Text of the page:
3) Wyomingites value public lands, reject land seizures. Given the strong outdoors identity of Wyoming—63% of residents consider themselves to be a hunter or angler, and 67% are regular campers--it should come as no surprise that ordinary people in the state love their public lands. Various surveys confirm this...and also that they want these places to stay as-is, not seized by the state or potentially sold off.  The land takeover movement is a bad fit for Wyoming:

  • 87% of Wyomingites say that despite budget problems, we should find a way to fund protection of the state’s land, water and wildlife. In the event of state seizure, such concerns may fall by the wayside.
  • 66% of Wyomingites oppose proposals to sell off public lands--and more than half are "strongly" opposed.

4) Leaders and groups oppose Wyoming land takeovers. It isn't only "ordinary" Wyomingites who cherish public lands and outdoor recreation and remain wary of land takeover attempts; public institutions, non-profits, community leaders and others follow suit. Commissioners in Teton, Albany and Sweetwater counties—which contain parts of Grand Teton National Park, Yellowstone National Park, and several national forests and wildlife refuges--have adopted resolutions opposing public land takeovers, and the executive director of the Wyoming County Commissioners Association has said that in general, counties are opposed to a widespread takeover of public lands. Some individual towns--like Jackson, the largest in Teton County--have similarly made their opposition to land takeovers official. Wyoming Assistant Attorney General Jeremiah Williamson, analogizing Wyoming's situation to a land takeover bill introduced in Utah, has said that such approaches rely on a "rejected reading" of the Constitution

The Wyoming Wildlife Federation said that transferring public lands over to the state, as proposed in one recent land takeover bill, “would essentially put them on the fast track for energy and mineral development.” The president of the Theodore Roosevelt Conservation Partnership said during an event in Wyoming that the public land takeover movement "is the No. 1 threat to hunting and fishing,” The Casper Star-Tribune, the most widely read newspaper in the state, has editorialized against land takeover measures, calling public lands "the great equalizer" in Wyoming and demanding they be preserved as "an American tradition and a national treasure."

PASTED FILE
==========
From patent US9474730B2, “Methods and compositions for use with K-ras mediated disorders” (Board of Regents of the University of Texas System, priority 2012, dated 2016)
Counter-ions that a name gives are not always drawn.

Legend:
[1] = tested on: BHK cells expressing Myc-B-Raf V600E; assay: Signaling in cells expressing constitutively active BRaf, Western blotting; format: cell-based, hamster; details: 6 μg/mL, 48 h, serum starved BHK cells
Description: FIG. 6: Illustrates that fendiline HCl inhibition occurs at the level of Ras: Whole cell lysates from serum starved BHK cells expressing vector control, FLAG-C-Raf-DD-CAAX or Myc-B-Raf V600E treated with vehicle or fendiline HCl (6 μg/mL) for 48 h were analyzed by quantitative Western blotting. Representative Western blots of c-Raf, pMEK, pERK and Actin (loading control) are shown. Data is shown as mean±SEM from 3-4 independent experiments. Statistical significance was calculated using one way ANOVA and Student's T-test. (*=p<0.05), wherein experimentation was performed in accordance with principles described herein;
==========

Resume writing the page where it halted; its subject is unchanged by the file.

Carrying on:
5) Wyoming can't afford to manage national public lands. Even if you found a way to dismiss all the other concerns about public land takeovers, you would still be left with one very fundamental issue: there is no way Wyoming would be able to afford to manage the lands it seized from federal agencies. Even Wyoming Rep. Mark Baker, who supports land takeovers, has admitted it could be an issue, saying "My constituents think it is going to bankrupt our county … They’re concerned with the maintenance and liability that goes along with maintaining these national lands." For an illustration of some of the issues that could arise, take a look at Wyoming's state parks system, whose budget has been cut several times in the last few years since 2008, forcing staff to skimp on basic management tasks. That does not bode well for any national public lands suddenly placed under the authority of the state.  

Take Action    

Sportsmen, business leaders, rational elected officials and conservationists are standing together to prevent land seizure measures from becoming law. But they need support to show politicians that Americans won’t tolerate these privatization efforts in Wyoming or elsewhere.  The threat is real, and now is the time to stand up.